On its face, New York’s program seems like an excellent idea. Get doulas, who are proven to lower C-section rates and medical interventions, to help women who need it most. But the devil is in the details, and in Medicaid, the most important detail is the reimbursement rate. The reimbursement fee set for doulas in the pilot program is $600, according to an administration official for the governor’s office, and will include four prenatal visits at $30 each, plus labor and delivery at $360, and then four postpartum visits each at $30. The official says that comes out to $23 an hour, $7 above the state’s minimum wage. Doulas, who are unlicensed, the official says, are expected to make 54 percent of the total Medicaid fee that would be paid to doctors, who are licensed.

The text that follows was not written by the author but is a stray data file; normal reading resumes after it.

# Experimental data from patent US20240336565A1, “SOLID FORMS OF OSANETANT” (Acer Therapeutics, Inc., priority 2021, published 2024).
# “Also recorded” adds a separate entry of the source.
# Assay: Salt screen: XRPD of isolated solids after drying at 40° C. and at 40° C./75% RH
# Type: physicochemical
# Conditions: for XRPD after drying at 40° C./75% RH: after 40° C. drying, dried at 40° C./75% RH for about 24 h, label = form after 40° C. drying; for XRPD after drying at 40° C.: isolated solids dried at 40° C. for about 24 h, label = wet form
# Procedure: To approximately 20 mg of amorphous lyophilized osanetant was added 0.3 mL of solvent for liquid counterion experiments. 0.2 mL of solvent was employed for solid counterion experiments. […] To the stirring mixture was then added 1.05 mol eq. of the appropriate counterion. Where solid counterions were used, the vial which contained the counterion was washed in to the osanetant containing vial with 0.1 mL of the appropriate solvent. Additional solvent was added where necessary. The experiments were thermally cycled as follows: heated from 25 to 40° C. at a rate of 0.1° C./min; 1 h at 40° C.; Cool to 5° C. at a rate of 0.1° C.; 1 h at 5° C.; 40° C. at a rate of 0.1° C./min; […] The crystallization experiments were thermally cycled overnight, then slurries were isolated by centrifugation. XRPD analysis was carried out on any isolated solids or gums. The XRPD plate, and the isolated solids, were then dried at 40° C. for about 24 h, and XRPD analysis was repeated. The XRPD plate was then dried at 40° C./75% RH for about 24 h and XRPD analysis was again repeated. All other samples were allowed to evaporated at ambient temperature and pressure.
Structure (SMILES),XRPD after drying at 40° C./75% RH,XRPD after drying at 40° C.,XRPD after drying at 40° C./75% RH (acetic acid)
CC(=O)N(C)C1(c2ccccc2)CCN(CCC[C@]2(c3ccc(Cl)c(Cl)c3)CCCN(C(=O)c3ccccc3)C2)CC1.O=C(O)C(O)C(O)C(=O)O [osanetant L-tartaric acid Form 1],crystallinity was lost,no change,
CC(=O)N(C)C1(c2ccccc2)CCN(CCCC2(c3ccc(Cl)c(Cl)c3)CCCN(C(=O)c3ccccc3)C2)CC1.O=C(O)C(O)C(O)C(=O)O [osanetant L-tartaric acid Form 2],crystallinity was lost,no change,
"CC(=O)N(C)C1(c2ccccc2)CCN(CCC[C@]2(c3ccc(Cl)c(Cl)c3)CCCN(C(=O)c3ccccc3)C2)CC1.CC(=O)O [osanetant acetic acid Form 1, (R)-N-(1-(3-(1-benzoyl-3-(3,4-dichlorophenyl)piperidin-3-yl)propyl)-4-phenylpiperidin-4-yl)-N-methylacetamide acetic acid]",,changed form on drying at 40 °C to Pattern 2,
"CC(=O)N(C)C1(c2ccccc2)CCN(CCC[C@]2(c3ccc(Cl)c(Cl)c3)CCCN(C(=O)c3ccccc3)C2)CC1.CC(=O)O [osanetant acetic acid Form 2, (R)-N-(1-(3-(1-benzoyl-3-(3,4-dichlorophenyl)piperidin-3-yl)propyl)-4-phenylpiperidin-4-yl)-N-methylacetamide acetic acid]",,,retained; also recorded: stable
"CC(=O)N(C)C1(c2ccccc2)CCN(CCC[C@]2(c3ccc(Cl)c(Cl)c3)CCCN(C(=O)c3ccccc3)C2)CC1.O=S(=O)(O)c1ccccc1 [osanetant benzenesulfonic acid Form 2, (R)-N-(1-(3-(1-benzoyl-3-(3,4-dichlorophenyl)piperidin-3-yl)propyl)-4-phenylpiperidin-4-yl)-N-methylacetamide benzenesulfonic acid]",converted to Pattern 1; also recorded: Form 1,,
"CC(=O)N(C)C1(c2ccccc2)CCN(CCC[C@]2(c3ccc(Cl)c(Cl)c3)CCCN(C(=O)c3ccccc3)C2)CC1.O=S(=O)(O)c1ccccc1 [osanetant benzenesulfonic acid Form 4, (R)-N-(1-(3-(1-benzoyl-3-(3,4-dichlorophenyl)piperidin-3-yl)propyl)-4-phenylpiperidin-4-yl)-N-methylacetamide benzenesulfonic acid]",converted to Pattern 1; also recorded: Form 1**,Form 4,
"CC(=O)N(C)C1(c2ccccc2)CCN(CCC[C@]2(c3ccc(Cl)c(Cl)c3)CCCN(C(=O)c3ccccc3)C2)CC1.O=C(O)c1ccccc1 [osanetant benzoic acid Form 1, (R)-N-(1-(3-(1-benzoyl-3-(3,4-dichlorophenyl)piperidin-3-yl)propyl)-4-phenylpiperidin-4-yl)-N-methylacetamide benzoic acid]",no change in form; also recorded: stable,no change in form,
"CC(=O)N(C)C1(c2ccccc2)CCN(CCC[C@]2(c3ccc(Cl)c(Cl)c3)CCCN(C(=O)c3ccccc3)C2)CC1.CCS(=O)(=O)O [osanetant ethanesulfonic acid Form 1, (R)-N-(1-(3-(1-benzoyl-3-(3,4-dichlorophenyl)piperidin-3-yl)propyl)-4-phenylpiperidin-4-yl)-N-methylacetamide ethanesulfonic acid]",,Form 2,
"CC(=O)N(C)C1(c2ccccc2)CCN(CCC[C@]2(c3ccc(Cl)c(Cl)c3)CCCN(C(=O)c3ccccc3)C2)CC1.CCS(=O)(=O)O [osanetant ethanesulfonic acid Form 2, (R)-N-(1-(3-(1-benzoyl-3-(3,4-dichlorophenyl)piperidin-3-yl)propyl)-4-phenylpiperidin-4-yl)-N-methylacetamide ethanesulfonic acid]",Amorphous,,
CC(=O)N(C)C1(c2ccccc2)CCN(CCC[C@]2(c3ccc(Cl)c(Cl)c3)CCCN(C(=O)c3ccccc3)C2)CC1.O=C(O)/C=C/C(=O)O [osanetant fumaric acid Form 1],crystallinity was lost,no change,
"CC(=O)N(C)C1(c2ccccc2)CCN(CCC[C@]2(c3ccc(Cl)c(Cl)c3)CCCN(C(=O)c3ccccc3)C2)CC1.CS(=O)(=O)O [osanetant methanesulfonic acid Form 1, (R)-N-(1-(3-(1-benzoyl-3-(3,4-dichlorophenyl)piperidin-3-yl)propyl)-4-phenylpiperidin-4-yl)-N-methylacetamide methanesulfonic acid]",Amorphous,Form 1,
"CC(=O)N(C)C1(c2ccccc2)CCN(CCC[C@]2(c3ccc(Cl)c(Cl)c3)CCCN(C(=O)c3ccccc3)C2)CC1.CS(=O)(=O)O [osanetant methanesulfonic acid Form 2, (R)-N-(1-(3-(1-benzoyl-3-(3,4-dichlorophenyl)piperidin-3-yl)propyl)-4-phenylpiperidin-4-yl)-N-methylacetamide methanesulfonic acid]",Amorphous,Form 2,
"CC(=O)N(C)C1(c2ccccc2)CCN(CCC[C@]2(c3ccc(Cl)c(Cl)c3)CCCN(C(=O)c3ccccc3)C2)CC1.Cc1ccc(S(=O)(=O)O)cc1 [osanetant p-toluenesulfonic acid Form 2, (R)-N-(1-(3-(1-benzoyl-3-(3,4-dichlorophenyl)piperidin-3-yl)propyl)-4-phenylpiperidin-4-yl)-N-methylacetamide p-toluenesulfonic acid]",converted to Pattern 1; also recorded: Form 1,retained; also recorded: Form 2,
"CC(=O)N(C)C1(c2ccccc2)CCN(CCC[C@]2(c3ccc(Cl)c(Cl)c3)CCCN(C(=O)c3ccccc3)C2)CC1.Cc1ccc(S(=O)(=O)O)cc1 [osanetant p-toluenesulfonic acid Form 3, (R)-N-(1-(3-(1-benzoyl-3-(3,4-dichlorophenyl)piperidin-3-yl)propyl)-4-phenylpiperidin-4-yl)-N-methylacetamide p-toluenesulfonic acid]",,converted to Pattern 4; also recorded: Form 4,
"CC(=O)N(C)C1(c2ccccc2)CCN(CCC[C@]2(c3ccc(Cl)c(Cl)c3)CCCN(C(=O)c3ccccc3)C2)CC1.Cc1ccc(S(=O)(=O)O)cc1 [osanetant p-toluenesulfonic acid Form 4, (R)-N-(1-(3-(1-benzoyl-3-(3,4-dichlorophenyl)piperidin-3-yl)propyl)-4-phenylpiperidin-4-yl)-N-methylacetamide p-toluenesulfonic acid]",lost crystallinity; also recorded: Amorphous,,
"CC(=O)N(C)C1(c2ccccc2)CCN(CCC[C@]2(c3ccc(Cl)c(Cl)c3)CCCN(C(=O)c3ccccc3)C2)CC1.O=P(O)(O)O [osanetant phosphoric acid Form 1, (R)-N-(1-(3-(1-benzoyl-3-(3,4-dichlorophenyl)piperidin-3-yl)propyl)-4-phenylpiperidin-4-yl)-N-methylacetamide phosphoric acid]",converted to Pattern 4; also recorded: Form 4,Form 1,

New York’s reimbursement rates are in line with precedent. Minnesota’s program, which started in 2014, offers parents on Medicaid up to six doula visits, plus assistance at the birth — all told a doula is entitled to about $400 per client, a paltry amount when you think about how much money it takes a person to live comfortably in a state where the median annual income is about $65,000. Oregon’s rate is $350 for only four home visits and assistance during the birth, according to its website. But in New York City, where the average rent for a two-bedroom apartment in Brooklyn is $3,200, some doulas argue that it’s nearly impossible to take part in the program and pay their bills.